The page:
Title: Really, Truly, Everything’s Fine
Author: Linda Leopold Strauss
Marshall Cavendish Publishing, 2004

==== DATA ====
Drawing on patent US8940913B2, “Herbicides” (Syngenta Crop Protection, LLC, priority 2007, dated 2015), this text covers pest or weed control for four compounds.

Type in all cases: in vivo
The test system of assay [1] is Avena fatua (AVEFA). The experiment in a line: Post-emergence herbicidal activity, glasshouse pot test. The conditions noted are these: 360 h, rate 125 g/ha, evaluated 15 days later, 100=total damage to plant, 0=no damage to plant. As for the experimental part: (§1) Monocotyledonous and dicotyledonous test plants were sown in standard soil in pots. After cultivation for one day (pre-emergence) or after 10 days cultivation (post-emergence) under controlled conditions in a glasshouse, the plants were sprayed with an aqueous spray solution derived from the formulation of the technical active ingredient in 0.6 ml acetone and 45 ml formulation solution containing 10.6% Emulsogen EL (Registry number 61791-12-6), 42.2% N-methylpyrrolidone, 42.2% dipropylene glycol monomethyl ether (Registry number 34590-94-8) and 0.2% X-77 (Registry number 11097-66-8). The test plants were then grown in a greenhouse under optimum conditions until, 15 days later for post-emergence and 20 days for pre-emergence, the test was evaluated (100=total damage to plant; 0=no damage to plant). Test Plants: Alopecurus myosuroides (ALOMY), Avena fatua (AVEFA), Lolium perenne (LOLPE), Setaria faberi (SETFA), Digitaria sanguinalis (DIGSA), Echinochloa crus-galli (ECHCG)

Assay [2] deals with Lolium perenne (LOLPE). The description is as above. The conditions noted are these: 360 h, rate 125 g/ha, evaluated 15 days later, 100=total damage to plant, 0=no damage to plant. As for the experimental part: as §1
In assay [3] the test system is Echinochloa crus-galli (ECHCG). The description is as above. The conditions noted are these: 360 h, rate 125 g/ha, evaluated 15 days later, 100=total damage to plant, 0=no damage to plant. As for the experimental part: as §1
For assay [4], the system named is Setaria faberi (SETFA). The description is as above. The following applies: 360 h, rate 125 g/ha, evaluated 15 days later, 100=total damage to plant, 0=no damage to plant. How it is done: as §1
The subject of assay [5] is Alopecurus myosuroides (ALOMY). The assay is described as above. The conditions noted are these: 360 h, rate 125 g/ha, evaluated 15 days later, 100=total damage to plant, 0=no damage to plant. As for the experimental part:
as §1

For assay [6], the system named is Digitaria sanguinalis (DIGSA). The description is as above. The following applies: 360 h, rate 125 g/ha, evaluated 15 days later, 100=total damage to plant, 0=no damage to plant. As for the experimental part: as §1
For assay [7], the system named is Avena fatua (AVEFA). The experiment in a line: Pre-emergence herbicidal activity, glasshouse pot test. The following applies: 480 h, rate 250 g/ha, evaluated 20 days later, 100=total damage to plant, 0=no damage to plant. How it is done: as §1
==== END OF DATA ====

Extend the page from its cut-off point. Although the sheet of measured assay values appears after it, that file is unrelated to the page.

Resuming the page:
In Linda Leopold Strauss’ YA novel, Really, Truly, Everything’s Fine, the sins of the father are unexpectedly visited on a bewildered teen daughter just when she thought that all was picture-perfect in her quiet suburban world. Although she’s not so innocent as to believe that her parents’ marriage was made in Heaven, the young heroine has nonetheless put her father on a pedestal and is, thus, shocked beyond words to learn he has engaged in criminal behavior. Strauss’ title choice is a good one in that it aptly reflects what I believe people of all ages try to tell themselves when life has served them a less than idyllic situation. Not only must Jill weather the embarrassment of facing her peers at school, the annoyance of well-meaning teachers and neighbors trying to counsel her, and the ongoing frustrations of dealing with her unhinged mother but also the challenges of trying to protect her clueless little brother. Add to this mix a strange new friend whose path might never have crossed Jill’s if the latter had not begun to see herself as a kindred outcast rather than one of the “cool” kids who has everything under control. My only criticism of this book is that professional intervention came along much later than it should have. Nonetheless, it’s a good read for mother-daughter book clubs because of the discussions that its core themes about confidence, integrity and personal responsibility will generate.